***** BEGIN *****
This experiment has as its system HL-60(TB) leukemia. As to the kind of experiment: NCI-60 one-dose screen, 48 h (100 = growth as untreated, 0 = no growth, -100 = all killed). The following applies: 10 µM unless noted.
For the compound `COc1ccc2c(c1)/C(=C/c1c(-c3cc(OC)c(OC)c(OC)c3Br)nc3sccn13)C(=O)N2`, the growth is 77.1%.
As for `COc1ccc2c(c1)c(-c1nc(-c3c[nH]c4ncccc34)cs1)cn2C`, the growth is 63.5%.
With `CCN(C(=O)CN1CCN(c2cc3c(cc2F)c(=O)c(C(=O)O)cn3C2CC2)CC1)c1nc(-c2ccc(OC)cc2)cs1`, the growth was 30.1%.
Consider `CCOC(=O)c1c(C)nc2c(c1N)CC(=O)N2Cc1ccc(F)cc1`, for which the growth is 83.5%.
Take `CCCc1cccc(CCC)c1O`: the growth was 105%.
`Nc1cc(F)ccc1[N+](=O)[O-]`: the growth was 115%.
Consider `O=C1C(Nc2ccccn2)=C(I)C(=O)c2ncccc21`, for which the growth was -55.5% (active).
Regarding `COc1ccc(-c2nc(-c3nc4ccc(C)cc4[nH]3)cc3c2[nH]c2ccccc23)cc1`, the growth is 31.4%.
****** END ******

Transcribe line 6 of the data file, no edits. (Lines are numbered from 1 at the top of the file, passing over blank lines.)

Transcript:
Take `CCCc1cccc(CCC)c1O`: the growth was 105%.